Owen reaches the end of the road

Michael Owen’s season – and with it his hopes of being selected for the England World Cup squad – is over, after it was revealed this morning that the hamstring injury the striker sustained in the first half of last weekend’s Carling Cup final requires surgery.

Sir Alex Ferguson commented on the news with sorrow, but couldn’t resist having a(nother) dig at the perpetually under-fire Wembley pitch:

“The hamstring injury is more serious than we first thought, so he will have surgery on Monday. It’s a terrible blow for the lad. Michael has never missed a training session, but I believe that playing on the heavy pitch at Wembley last week contributed to the injury. It’s really bad luck for Michael, but he is out now until next season.”

Owen has spent as much time in the treatment room as he has on the pitch over the past few years, and although he was England’s senior striker at the 2006 World Cup, his tournament ended prematurely after he tore his anterior cruciate ligament barely a minute into the final group game against Sweden. He came back from that injury after a year out of the game, but niggling injuries since then have gnawed away at his pace and contributed to his marginalisation from the national team set-up.

His hopes of going to South Africa were already vanishingly slim. It is two years since Owen last played for England and it is clear that, injuries permitting, Fabio Capello is likely to select Wayne RooneyJermain Defoe, Emile Heskey and Peter Crouch as his striking quartet.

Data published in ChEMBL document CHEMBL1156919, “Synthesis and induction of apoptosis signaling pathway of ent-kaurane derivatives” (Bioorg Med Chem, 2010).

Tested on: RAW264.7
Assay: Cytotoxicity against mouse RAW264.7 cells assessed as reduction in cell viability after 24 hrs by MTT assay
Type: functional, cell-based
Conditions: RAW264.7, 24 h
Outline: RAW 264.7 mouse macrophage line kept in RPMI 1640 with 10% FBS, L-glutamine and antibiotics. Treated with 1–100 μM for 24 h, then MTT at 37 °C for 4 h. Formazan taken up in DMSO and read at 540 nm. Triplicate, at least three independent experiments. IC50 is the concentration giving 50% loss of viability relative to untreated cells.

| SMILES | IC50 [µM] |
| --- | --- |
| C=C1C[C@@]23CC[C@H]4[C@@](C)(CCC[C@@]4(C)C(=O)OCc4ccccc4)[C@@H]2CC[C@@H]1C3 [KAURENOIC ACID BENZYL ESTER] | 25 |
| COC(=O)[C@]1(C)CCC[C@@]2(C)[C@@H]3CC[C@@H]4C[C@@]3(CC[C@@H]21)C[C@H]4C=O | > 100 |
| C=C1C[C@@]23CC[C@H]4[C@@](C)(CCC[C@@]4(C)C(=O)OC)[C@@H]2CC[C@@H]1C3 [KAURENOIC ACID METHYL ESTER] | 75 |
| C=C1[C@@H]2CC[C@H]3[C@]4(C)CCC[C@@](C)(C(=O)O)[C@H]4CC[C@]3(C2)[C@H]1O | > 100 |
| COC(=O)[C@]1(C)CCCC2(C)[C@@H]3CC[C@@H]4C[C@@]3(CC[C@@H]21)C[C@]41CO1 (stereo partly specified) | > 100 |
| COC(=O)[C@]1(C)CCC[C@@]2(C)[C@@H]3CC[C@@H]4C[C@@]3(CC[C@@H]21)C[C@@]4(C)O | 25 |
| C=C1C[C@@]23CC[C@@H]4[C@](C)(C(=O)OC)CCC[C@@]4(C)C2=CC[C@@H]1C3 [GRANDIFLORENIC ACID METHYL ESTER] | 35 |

The strong suspicion is that, in the words of the Boyz II Men song, “We’ve come to the end of the road,” at least as far as Owen’s international career is concerned. He is 30, chronically injury-prone, out of favour with England and consigned to a supporting role as Rooney’s backup at Old Trafford. Certainly the bookmakers think is the case, offering miserly odds of 1/8 against Owen never representing his country again.

Barring the greatest comeback since Lazarus, this latest setback sounds the death knell for an international career in which Owen has scored 40 goals in 89 appearances. He now seems destined to remain stuck as England’s fourth-highest all-time goalscorer behind Bobby CharltonGary Lineker and Jimmy Greaves.

And one seriously has to question whether it is worth Owen continuing to fight the uphill and increasingly forlorn struggle to regain his England place. Charlton’s goalscoring record now looks beyond reach, and it is hard to see how he could possibly feature at Euro 2012. What would be the motivation for Owen in sitting by the phone hoping that a combination of good form and injuries to others might give him the opportunity to become a bit-part player in a qualifying campaign? He will certainly never be the main man again, as he was during a decade of impeccable national service between 1998 and 2007.

It looks very much to me that Michael Owen’s England career is over. I would not be at all surprised if he were to formalise this by announcing his retirement from international football before the Euro qualifying campaign kicks off next autumn. Sad, but it is time for England to look forward rather than back over their shoulder.


About Tim
Father of three. Bit of a geek. That's all, folks.

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